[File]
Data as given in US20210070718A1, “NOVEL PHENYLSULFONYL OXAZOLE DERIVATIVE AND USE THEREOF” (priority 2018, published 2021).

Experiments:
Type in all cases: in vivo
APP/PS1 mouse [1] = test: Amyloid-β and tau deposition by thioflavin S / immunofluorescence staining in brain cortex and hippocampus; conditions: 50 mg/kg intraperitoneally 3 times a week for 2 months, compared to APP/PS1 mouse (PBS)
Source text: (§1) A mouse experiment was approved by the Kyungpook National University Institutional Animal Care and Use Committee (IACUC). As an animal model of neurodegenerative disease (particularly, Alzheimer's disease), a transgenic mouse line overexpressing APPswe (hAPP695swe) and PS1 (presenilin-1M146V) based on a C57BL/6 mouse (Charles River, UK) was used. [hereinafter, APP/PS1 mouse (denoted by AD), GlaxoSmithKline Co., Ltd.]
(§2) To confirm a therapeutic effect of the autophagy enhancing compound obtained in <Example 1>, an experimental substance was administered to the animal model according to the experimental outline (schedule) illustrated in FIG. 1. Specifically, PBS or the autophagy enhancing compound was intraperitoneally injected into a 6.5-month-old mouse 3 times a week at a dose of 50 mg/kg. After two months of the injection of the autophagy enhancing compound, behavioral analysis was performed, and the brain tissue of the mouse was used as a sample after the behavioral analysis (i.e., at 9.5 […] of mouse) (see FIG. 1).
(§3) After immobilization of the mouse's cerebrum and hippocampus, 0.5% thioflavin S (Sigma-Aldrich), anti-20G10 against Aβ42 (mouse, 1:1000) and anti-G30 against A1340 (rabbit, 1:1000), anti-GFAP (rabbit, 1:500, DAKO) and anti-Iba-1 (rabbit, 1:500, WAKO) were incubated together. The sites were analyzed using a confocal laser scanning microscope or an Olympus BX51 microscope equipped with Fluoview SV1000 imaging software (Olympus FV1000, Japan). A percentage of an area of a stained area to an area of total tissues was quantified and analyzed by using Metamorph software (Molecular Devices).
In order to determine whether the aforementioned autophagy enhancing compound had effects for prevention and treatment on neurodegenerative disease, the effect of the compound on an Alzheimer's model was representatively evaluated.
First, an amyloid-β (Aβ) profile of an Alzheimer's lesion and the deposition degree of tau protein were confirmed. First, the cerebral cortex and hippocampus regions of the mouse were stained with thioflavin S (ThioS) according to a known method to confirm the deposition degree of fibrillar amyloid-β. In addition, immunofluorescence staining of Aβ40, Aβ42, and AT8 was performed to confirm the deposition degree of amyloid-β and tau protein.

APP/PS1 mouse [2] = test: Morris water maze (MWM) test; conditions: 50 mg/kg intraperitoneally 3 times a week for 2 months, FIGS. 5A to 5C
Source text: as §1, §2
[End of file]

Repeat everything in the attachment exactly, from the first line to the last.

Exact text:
Data as given in US20210070718A1, “NOVEL PHENYLSULFONYL OXAZOLE DERIVATIVE AND USE THEREOF” (priority 2018, published 2021).

Experiments:
Type in all cases: in vivo
APP/PS1 mouse [1] = test: Amyloid-β and tau deposition by thioflavin S / immunofluorescence staining in brain cortex and hippocampus; conditions: 50 mg/kg intraperitoneally 3 times a week for 2 months, compared to APP/PS1 mouse (PBS)
Source text: (§1) A mouse experiment was approved by the Kyungpook National University Institutional Animal Care and Use Committee (IACUC). As an animal model of neurodegenerative disease (particularly, Alzheimer's disease), a transgenic mouse line overexpressing APPswe (hAPP695swe) and PS1 (presenilin-1M146V) based on a C57BL/6 mouse (Charles River, UK) was used. [hereinafter, APP/PS1 mouse (denoted by AD), GlaxoSmithKline Co., Ltd.]
(§2) To confirm a therapeutic effect of the autophagy enhancing compound obtained in <Example 1>, an experimental substance was administered to the animal model according to the experimental outline (schedule) illustrated in FIG. 1. Specifically, PBS or the autophagy enhancing compound was intraperitoneally injected into a 6.5-month-old mouse 3 times a week at a dose of 50 mg/kg. After two months of the injection of the autophagy enhancing compound, behavioral analysis was performed, and the brain tissue of the mouse was used as a sample after the behavioral analysis (i.e., at 9.5 […] of mouse) (see FIG. 1).
(§3) After immobilization of the mouse's cerebrum and hippocampus, 0.5% thioflavin S (Sigma-Aldrich), anti-20G10 against Aβ42 (mouse, 1:1000) and anti-G30 against A1340 (rabbit, 1:1000), anti-GFAP (rabbit, 1:500, DAKO) and anti-Iba-1 (rabbit, 1:500, WAKO) were incubated together. The sites were analyzed using a confocal laser scanning microscope or an Olympus BX51 microscope equipped with Fluoview SV1000 imaging software (Olympus FV1000, Japan). A percentage of an area of a stained area to an area of total tissues was quantified and analyzed by using Metamorph software (Molecular Devices).
In order to determine whether the aforementioned autophagy enhancing compound had effects for prevention and treatment on neurodegenerative disease, the effect of the compound on an Alzheimer's model was representatively evaluated.
First, an amyloid-β (Aβ) profile of an Alzheimer's lesion and the deposition degree of tau protein were confirmed. First, the cerebral cortex and hippocampus regions of the mouse were stained with thioflavin S (ThioS) according to a known method to confirm the deposition degree of fibrillar amyloid-β. In addition, immunofluorescence staining of Aβ40, Aβ42, and AT8 was performed to confirm the deposition degree of amyloid-β and tau protein.

APP/PS1 mouse [2] = test: Morris water maze (MWM) test; conditions: 50 mg/kg intraperitoneally 3 times a week for 2 months, FIGS. 5A to 5C
Source text: as §1, §2